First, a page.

Taken from Ireland Under Elizabeth, a 1903 English translation of Filib Ó Súilleabháin’s 1612 work Historiae Catholicae Iberniae, originally published in Latin. Speech given on 14 August 1598, at the Battle of Yellow Ford. Ó Néill and his men would rout the English, killing 1,500 and compelling another 300 to flee. The English commander Henry Bagenal, a sworn enemy of Ó Néill’s, would be himself among the English dead.
On this day the Catholics numbered 4,500 foot and about 600 horse, amongst them O’Donnell, who brought about 1,000 Connaught mercenaries under the MacWilliam Burke, and about 2,000 of his own men of Tyrconnell and others. The rest were followers of O’Neill, his brother and kinsmen, and chiefs who were bound to him by ancient ties. In a word, there were assembled here nearly the entire youth of the nobility of Ulster and many young Connaughtmen of by no means ignoble birth. They were, however, very inferior in equipment, for both horse and foot were light armed, except a few musketeers, who had heavy guns. For this reason O’Neill being informed of the enemy’s equipment, the strength of their army, and the resolution of their general, was in doubt whether a wise man would give ground until Fearfeasa O’Clery, an interpreter of Irish Prophecies, assured him, the holy prophet Ultan had foretold that in this spot the heretic would be routed, and showed him the prophecy written in Irish verse in a book of holy prophecies. Reassured by this prophecy O’Neill stimulated his men to the fight with this speech: –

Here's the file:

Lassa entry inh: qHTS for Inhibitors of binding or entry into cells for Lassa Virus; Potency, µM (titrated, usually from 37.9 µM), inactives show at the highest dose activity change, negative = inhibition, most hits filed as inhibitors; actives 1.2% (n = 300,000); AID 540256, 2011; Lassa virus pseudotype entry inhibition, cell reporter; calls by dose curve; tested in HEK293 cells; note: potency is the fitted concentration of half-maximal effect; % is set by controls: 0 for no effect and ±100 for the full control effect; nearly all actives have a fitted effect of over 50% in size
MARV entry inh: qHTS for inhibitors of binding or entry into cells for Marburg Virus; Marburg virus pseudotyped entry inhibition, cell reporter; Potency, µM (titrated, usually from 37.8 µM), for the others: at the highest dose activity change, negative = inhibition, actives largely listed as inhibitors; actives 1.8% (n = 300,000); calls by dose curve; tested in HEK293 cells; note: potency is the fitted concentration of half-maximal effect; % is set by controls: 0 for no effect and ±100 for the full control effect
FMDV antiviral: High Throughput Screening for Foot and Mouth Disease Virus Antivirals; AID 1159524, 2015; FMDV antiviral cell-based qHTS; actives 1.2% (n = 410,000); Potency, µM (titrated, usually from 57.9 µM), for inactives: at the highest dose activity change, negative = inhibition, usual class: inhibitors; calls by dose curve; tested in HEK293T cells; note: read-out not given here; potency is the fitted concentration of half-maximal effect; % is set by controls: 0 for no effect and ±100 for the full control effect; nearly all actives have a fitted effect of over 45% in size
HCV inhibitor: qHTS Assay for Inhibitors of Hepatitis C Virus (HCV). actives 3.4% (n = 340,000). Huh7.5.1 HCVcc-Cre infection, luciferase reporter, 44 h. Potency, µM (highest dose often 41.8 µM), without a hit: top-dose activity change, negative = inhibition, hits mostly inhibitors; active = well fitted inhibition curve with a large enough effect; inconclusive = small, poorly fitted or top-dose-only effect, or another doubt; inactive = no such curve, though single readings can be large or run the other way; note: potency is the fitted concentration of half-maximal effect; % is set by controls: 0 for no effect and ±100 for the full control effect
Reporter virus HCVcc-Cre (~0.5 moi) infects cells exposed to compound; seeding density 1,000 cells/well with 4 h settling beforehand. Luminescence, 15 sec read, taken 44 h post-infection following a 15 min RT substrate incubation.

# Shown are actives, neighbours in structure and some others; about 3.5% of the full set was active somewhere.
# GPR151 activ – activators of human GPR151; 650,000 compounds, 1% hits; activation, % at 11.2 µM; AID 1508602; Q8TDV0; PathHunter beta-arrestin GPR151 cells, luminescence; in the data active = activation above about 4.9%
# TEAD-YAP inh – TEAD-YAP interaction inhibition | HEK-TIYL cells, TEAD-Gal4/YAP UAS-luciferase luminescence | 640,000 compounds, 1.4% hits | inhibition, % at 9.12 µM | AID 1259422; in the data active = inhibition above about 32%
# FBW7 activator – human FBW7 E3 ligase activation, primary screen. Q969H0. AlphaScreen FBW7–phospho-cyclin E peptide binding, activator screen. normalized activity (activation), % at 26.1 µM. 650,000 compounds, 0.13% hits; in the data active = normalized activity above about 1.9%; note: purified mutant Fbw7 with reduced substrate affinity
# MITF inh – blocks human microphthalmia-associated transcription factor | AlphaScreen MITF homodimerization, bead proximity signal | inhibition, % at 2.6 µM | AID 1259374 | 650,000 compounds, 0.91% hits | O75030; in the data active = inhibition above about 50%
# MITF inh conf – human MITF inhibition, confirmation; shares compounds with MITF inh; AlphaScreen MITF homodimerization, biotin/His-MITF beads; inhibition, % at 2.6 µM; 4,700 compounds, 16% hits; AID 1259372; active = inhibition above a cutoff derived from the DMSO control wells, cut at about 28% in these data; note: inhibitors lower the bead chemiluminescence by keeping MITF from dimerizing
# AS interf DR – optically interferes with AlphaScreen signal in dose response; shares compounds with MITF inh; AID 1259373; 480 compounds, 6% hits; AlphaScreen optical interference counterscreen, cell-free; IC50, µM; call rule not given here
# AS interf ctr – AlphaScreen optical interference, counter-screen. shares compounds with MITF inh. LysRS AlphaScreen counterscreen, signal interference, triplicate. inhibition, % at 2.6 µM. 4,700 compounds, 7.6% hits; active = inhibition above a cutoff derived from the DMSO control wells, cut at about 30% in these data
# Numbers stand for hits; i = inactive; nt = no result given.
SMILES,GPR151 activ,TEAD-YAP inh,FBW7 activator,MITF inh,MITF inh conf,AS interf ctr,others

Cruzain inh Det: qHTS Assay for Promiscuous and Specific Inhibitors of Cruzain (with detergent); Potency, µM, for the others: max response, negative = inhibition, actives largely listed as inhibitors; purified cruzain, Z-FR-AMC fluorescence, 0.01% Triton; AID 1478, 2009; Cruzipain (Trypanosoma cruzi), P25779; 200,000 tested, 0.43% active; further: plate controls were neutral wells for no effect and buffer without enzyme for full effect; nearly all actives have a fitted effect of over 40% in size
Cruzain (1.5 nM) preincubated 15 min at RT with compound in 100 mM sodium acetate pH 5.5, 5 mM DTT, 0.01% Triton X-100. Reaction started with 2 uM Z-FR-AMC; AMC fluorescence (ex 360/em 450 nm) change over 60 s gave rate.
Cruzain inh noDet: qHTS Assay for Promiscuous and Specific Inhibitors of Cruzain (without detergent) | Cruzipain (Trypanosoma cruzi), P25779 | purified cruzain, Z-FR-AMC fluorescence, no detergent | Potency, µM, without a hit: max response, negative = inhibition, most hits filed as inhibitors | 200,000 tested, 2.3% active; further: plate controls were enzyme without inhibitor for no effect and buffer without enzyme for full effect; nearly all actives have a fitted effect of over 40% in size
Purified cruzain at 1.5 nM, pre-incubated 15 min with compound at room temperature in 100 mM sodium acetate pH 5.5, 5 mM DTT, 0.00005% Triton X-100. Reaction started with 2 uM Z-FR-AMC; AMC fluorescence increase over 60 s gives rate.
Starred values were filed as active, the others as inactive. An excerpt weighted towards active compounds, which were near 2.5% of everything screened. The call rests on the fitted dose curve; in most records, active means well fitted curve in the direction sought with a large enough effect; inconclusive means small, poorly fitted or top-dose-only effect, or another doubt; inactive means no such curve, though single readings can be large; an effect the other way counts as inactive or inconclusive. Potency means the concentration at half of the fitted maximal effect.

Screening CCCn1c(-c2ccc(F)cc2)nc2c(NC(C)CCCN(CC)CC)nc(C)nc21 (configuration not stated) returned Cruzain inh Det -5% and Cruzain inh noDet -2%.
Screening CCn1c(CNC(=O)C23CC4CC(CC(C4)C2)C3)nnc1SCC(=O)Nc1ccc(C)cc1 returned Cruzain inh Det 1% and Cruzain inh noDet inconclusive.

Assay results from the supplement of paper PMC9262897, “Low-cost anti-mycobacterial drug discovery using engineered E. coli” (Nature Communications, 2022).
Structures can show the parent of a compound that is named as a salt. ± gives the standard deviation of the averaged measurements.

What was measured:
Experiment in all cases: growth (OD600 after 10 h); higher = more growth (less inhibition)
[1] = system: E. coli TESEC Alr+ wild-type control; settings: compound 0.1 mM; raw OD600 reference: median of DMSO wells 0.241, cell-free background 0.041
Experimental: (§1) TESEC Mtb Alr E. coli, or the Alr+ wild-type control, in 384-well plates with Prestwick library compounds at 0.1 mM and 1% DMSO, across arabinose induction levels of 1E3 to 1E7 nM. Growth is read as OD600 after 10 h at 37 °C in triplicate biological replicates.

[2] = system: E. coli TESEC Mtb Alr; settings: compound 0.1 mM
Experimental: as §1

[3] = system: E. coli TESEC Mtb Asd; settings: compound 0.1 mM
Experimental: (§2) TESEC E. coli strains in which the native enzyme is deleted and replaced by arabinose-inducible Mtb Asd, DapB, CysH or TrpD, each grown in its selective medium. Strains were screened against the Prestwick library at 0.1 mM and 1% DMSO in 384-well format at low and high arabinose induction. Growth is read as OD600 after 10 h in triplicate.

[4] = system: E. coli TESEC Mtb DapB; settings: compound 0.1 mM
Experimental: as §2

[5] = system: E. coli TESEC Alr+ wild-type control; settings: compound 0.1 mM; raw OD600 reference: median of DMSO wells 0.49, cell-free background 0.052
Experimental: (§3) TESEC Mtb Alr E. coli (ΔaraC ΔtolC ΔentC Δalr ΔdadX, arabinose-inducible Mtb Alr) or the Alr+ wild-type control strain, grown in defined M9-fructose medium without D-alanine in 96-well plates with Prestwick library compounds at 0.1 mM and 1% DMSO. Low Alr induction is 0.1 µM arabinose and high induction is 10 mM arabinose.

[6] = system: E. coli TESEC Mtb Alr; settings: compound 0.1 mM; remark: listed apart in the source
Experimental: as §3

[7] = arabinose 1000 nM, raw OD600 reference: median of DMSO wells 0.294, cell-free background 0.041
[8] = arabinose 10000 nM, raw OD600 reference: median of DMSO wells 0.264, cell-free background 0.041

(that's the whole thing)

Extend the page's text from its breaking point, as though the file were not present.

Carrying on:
Most Christian and fearless men, the Great and Good God has this day in His Divine generosity more than granted our most earnest and frequent prayers and petitions. We have ever been praying to God and his Saints to grant us to fight the Protestants on equal terms. For this have we offered up our prayers; for this have we made our sufferings, and now we are not only equal, but actually superior in numbers. Therefore, you, who have, when inferior in numbers, routed the heretical columns, are now in superior numbers pitted against them.
I, for my part, hold that victory lies not in senseless armour, nor in the vain din of cannon, but in living and courageous souls. Remember how often when you were not so well equipped or disciplined you have overcome greater generals and forces, and even Bagenal himself. The English never could compare with the Irish in spirit, courage or steadfastness in battle, and the Irish who will be fighting against you will be dispirited by the consciousness of their crime and schism in fighting against the Catholic faith.
This very Catholic faith will stimulate your valour. Here you are to defend Christianity, fatherland, children and wives. Here must well-deserved chastisement be meted out to Bagenal, of all heretics, your bitterest enemy, who assails your properties, who thirsts for your blood, who impugns my honour.
Here must be avenged the insult put upon me by Bagenal when I was deprived of part of my camp at Mullaghbane. Here must we get satisfaction for the deaths of your comrades whom we have lost in the attack on Portmore, and that fort itself which you have so long besieged, and have now cut off from supplies, must be captured.
Here is to be obtained that victory which the Lord has promised in the prophecy of St. Ultan. On then, with good heart and with the help of God and his Saints.